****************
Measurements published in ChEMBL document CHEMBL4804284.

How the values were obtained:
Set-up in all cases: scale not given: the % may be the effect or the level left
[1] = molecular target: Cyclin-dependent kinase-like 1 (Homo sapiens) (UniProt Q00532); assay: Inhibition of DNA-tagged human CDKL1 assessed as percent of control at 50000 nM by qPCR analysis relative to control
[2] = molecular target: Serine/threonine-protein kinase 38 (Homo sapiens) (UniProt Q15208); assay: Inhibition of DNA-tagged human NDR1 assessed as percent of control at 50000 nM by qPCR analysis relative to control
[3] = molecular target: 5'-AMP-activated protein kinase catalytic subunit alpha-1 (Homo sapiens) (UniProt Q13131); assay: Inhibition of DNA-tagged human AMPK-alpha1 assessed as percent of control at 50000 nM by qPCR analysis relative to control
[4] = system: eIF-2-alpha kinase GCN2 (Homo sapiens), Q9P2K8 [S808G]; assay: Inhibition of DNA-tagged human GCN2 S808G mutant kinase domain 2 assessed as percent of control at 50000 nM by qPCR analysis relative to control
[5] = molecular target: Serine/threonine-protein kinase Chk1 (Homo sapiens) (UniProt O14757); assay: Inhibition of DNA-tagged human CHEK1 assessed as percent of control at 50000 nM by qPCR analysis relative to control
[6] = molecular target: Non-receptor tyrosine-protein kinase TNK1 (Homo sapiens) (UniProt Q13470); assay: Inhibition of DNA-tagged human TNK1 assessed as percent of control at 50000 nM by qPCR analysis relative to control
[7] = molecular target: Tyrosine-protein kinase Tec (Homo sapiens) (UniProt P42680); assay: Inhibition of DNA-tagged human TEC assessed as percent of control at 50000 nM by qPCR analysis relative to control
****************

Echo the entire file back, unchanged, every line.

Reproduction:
Measurements published in ChEMBL document CHEMBL4804284.

How the values were obtained:
Set-up in all cases: scale not given: the % may be the effect or the level left
[1] = molecular target: Cyclin-dependent kinase-like 1 (Homo sapiens) (UniProt Q00532); assay: Inhibition of DNA-tagged human CDKL1 assessed as percent of control at 50000 nM by qPCR analysis relative to control
[2] = molecular target: Serine/threonine-protein kinase 38 (Homo sapiens) (UniProt Q15208); assay: Inhibition of DNA-tagged human NDR1 assessed as percent of control at 50000 nM by qPCR analysis relative to control
[3] = molecular target: 5'-AMP-activated protein kinase catalytic subunit alpha-1 (Homo sapiens) (UniProt Q13131); assay: Inhibition of DNA-tagged human AMPK-alpha1 assessed as percent of control at 50000 nM by qPCR analysis relative to control
[4] = system: eIF-2-alpha kinase GCN2 (Homo sapiens), Q9P2K8 [S808G]; assay: Inhibition of DNA-tagged human GCN2 S808G mutant kinase domain 2 assessed as percent of control at 50000 nM by qPCR analysis relative to control
[5] = molecular target: Serine/threonine-protein kinase Chk1 (Homo sapiens) (UniProt O14757); assay: Inhibition of DNA-tagged human CHEK1 assessed as percent of control at 50000 nM by qPCR analysis relative to control
[6] = molecular target: Non-receptor tyrosine-protein kinase TNK1 (Homo sapiens) (UniProt Q13470); assay: Inhibition of DNA-tagged human TNK1 assessed as percent of control at 50000 nM by qPCR analysis relative to control
[7] = molecular target: Tyrosine-protein kinase Tec (Homo sapiens) (UniProt P42680); assay: Inhibition of DNA-tagged human TEC assessed as percent of control at 50000 nM by qPCR analysis relative to control